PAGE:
Musings of a Spectator

Location: Hyderabad, Andhra Pradesh, India

Wednesday, February 22, 2006

Rang de Basanti - II

Note that in my previous post I was careful to argue that the Director of the movie does justice to all the characters and their characterization in the movie and that one does not find anything to take inspiration from as far as reality is concerned- in the movie.

Columnist Sagarika Ghose writes an interesting analysis of the movie. She says

Rang De Basanti does a terrible disservice to the nationalism of India's young people. It wilfully paints modern day patriots as unthinking anti-establishment killers. It foolishly creates a myth known as Gen Next which does nothing but drink and dance. And it promotes a leviathan media as the ultimate interpreter of India. The fact that Rang de Basanti is a hit shows just how catastrophically distant we are getting from reality, where we're happy to live from media image to media image, from frame to frame, without realising the depth and profundity of "ordinary" human dramas.

You may read her comments here

This movie was given what people call as "rave" reviews which entice the audience to see the movie. And one flaw that the reviewers did in the process was to give weightage to the case of some 5 guys and their rage in the movie a wider scope and show it in the angle of waking up the pulse of people towards nation's cause.

I must say that even Sagarika makes the same mistake - of trying to see of "RDB" as a source of inspiration for youth. Let me remind you the quote from Soha Ali Khan - whose categorical statement that "RDB is a quote unquote commercial movie" is something that I am very happy about. Whatever anyone else says - just ignore it.

Enjoy RDB for good production values, brilliant colors, good acting, and the characterisation and all that you expect for a good entertainment. While you go to watch the movie, either keep your brains aside and see the movie or watch it with great care so that you would not mistake it to be an inspiring movie.

Sunday, February 19, 2006

Rang de Basanti

A close of mine said - "You may not like this movie" - another said - "It'd be interesting to know your views on this one" - I was waiting for an opportunity to decide for myself. At last, I ended up watching this high-voltage movie called Rang de Basanti.

If you are looking here for a good review of the movie, I suggest you to take a look at this one.

I completely agree with Soha Ali Khan when she points out that "...RDB, quote unquote (is) a commercial film".

Commercial movies are not obliged to carry a message with them. So I do not want to fall into the trap of calling RDB as a movie with a message.

It was an honest effort from the Director to portray the lives of 5 young people searching for a path in life. The actions of the youth speak of their age and reasoning. I feel that the Director has succeeded in showing their lives - their thoughts - and reactions to taking a decision at towards a common good and sticking to it. It was great fun watching the movie, it does generate a lot of passion, since it has got lots of energy associated with it. Hearty Congratulations to the Director to have done full justice to the characters in the movie.That's about it.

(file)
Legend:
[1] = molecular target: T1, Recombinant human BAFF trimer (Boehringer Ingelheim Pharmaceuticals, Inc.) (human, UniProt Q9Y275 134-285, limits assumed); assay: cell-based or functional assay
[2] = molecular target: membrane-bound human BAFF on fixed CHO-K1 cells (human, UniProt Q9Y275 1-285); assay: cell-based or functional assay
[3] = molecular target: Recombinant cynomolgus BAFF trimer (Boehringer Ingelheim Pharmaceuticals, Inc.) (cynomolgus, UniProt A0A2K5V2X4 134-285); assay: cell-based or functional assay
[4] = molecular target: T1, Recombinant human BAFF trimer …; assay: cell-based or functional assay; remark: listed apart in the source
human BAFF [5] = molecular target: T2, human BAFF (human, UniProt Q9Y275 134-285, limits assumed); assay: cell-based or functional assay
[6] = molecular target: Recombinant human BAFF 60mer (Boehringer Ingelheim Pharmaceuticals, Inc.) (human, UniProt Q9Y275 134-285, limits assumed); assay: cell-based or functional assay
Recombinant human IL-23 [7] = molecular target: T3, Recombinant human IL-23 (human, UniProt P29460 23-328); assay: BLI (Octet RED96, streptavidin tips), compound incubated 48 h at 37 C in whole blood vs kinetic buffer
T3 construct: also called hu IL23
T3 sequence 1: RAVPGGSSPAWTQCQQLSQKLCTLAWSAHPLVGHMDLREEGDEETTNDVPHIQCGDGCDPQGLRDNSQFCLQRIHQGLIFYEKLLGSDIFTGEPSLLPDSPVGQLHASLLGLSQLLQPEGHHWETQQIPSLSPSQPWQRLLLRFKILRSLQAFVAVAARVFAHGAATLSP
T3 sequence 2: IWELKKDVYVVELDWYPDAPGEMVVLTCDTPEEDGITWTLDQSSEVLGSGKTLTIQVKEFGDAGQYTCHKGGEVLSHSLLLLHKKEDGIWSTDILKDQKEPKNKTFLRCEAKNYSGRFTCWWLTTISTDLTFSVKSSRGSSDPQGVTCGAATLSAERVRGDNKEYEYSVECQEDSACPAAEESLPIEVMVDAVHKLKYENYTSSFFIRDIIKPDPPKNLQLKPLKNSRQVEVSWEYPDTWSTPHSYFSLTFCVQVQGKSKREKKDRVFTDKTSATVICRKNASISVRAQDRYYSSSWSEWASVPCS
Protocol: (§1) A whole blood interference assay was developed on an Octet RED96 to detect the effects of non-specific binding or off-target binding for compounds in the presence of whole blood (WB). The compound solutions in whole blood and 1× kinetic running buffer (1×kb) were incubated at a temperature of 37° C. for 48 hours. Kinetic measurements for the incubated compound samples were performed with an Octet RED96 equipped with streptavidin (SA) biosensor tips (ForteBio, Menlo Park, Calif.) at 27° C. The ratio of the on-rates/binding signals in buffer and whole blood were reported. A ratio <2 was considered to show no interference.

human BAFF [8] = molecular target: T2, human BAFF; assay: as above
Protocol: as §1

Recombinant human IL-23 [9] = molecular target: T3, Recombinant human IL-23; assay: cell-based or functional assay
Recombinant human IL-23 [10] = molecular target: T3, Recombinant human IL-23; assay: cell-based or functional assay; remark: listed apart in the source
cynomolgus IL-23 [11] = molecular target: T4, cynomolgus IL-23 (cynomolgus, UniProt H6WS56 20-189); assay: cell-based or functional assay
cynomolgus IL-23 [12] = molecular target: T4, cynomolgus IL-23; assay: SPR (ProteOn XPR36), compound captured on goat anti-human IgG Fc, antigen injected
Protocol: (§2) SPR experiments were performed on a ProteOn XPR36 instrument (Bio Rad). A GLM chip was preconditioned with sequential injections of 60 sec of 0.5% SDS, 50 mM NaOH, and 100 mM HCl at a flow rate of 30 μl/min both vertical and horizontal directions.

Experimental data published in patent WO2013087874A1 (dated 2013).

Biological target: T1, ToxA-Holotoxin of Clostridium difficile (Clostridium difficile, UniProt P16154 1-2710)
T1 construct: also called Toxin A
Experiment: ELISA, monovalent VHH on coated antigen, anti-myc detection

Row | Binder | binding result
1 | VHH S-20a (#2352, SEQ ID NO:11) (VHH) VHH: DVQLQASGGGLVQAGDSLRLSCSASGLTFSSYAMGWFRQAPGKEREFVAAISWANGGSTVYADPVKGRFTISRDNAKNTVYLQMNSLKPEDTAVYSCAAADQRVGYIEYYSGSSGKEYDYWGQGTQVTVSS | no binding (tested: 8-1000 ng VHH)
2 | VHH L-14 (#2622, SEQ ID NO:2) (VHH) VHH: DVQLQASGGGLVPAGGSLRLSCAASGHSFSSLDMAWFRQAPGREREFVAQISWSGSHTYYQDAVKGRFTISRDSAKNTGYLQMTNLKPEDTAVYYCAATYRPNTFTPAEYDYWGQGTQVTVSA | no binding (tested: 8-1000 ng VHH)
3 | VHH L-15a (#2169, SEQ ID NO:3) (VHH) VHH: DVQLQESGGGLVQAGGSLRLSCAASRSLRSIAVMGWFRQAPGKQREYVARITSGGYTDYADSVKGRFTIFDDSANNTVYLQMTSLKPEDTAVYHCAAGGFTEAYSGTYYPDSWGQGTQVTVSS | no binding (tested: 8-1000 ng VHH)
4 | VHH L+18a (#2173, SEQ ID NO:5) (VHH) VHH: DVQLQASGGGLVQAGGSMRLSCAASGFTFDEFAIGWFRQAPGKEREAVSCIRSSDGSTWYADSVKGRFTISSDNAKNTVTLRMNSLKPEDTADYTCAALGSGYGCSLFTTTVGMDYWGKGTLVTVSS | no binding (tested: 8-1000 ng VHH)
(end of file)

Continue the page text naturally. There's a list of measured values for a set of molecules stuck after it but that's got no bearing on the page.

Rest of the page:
If the Director wants to convey (I hope not!) that he had a message to convey, and the message has been conveyed through the actions of Aamir & co. and through that last 5 minutes of the movie where Siddharth answers the calls from all over the place - then I must say that he utterly failed in conveying the message.

As a student interested in History, I feel that the viewer is expected to exercise great amount of care in understanding the Director's way of portraying the lives of great revolutionaries like Chandra Sekhar Azad, Bhagat Singh and the intellectual depth that their decisions carried. The viewer also must be careful in interpreting the actions and the dialogues conveyed by Aamir and co. in the second half of the movie.

Notice that, in the movie, Alice Patten comes to India to make a movie on these revolutionaries through the eyes of her grandfather - as she finds it in his diary. tice that the movie is narrated as an experience of Alice Patten. Therefore the movie that Alice wanted to make is not about showing what exactly happened at that time.
As we come to know from the movie itself, none excepting Atul Kulkarni (to some extent)has an idea of the life and times of Bhagat Singh or Azad. The film does not show the actors going on a study of the characters and the life and times. It is Alice who tries to convey to them from what she understands from the diary.